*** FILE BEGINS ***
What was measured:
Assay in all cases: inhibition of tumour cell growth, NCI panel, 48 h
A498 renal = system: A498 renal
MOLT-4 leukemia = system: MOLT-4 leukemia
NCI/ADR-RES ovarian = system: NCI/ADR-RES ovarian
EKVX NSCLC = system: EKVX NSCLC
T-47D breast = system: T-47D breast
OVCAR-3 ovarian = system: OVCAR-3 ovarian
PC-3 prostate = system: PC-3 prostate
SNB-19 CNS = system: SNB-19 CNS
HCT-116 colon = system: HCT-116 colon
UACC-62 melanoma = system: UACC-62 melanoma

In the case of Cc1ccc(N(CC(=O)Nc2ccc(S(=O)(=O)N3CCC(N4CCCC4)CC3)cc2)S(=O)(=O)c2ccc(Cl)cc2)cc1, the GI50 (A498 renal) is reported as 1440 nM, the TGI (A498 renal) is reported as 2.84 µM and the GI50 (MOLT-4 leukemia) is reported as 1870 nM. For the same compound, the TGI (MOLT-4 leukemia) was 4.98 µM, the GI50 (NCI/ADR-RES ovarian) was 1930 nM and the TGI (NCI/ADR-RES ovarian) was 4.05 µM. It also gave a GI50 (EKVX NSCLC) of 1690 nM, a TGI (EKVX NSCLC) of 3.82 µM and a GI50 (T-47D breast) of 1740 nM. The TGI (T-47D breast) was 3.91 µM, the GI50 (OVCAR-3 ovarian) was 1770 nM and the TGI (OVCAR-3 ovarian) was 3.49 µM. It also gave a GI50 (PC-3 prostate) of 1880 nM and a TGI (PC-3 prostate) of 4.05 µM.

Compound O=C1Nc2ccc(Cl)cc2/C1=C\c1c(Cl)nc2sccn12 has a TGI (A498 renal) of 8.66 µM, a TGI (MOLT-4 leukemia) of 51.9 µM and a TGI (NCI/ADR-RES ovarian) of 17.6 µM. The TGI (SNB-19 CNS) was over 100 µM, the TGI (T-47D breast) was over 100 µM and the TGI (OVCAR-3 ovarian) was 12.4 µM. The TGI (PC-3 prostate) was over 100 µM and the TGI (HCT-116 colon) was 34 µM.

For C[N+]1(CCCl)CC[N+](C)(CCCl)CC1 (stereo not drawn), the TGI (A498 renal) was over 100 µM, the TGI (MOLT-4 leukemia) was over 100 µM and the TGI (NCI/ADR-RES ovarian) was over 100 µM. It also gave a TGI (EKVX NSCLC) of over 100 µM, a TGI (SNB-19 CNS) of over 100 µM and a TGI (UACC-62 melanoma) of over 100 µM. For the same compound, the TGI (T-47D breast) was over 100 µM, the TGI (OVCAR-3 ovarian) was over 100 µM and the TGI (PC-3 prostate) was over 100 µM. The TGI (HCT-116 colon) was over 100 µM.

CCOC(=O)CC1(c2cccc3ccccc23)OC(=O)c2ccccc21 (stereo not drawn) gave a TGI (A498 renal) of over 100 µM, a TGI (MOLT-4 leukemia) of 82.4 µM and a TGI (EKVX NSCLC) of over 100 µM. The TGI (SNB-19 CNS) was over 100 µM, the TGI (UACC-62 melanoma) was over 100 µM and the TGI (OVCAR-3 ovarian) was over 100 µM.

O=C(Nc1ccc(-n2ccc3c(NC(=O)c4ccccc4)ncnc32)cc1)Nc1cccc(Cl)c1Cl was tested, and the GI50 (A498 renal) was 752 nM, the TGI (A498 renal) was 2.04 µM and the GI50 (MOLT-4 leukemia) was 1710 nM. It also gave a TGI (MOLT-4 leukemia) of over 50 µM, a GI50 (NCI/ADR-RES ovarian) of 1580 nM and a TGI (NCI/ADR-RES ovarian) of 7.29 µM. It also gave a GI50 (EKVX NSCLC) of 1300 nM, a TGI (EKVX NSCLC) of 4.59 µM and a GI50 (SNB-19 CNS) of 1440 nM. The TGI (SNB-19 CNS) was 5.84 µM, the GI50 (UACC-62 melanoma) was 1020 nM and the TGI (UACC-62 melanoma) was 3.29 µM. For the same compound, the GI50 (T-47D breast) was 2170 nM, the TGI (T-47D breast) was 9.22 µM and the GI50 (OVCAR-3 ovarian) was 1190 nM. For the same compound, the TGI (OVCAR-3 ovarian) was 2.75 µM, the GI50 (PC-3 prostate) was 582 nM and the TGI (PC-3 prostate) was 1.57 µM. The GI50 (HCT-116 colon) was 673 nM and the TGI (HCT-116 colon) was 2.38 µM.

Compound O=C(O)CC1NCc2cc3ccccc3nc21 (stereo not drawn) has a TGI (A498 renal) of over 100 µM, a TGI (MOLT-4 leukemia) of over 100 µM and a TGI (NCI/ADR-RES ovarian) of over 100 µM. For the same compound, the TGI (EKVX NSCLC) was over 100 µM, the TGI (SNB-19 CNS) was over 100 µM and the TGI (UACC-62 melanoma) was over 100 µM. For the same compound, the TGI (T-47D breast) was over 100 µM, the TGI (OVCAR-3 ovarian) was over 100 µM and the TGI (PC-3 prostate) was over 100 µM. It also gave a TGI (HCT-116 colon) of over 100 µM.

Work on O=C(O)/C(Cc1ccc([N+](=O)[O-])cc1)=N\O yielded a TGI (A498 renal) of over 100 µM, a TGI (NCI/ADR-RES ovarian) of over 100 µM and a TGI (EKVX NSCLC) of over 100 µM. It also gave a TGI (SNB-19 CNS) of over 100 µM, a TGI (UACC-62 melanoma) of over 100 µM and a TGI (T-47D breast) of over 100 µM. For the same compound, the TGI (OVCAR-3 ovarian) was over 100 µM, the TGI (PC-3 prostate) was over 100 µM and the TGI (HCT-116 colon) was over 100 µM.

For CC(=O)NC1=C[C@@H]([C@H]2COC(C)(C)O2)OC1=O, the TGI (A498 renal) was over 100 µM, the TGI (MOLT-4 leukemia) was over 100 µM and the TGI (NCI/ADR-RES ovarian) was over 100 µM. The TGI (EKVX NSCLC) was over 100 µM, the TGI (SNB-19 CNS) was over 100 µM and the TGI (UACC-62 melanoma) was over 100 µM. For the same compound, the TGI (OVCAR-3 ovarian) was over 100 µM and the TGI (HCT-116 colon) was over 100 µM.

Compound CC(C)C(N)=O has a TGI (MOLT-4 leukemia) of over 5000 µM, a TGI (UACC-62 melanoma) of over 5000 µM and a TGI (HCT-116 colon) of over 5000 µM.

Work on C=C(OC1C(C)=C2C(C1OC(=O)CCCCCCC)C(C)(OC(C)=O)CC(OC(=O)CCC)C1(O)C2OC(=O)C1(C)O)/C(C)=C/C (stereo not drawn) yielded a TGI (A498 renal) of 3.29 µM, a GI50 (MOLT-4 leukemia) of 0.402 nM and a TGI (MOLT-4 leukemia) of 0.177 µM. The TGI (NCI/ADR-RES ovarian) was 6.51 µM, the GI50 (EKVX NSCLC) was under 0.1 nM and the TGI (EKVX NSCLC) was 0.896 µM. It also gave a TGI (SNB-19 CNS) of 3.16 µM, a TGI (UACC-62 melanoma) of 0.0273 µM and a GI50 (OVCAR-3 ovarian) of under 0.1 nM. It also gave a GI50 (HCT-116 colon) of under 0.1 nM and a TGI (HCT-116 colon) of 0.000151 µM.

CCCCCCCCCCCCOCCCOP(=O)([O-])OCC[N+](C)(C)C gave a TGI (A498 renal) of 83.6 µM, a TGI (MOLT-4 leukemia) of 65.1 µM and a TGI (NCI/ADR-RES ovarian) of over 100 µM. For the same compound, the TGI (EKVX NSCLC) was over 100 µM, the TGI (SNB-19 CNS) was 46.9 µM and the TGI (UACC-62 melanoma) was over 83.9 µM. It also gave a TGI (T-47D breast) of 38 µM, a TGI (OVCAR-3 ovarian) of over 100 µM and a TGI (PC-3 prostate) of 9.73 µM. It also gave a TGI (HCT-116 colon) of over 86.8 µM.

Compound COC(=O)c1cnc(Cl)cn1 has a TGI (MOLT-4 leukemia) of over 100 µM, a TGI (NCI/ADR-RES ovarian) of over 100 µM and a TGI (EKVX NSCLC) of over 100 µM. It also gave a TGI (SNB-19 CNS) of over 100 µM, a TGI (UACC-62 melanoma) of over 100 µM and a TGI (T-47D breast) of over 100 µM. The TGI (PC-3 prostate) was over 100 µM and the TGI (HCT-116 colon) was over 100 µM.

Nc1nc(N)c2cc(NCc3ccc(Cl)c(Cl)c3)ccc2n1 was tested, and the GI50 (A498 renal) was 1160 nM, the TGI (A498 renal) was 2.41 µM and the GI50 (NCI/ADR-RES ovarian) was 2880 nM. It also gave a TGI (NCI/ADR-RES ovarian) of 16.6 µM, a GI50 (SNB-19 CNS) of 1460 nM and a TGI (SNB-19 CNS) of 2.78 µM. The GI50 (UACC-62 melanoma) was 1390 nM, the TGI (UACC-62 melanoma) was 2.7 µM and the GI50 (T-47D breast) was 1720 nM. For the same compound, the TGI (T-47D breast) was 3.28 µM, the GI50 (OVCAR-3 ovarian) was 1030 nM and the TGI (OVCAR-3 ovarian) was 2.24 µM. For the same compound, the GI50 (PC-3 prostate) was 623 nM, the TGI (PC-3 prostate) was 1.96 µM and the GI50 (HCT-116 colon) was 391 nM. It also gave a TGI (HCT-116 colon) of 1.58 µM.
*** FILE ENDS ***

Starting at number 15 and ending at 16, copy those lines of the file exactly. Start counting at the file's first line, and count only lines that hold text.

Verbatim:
For C[N+]1(CCCl)CC[N+](C)(CCCl)CC1 (stereo not drawn), the TGI (A498 renal) was over 100 µM, the TGI (MOLT-4 leukemia) was over 100 µM and the TGI (NCI/ADR-RES ovarian) was over 100 µM. It also gave a TGI (EKVX NSCLC) of over 100 µM, a TGI (SNB-19 CNS) of over 100 µM and a TGI (UACC-62 melanoma) of over 100 µM. For the same compound, the TGI (T-47D breast) was over 100 µM, the TGI (OVCAR-3 ovarian) was over 100 µM and the TGI (PC-3 prostate) was over 100 µM. The TGI (HCT-116 colon) was over 100 µM.

CCOC(=O)CC1(c2cccc3ccccc23)OC(=O)c2ccccc21 (stereo not drawn) gave a TGI (A498 renal) of over 100 µM, a TGI (MOLT-4 leukemia) of 82.4 µM and a TGI (EKVX NSCLC) of over 100 µM. The TGI (SNB-19 CNS) was over 100 µM, the TGI (UACC-62 melanoma) was over 100 µM and the TGI (OVCAR-3 ovarian) was over 100 µM.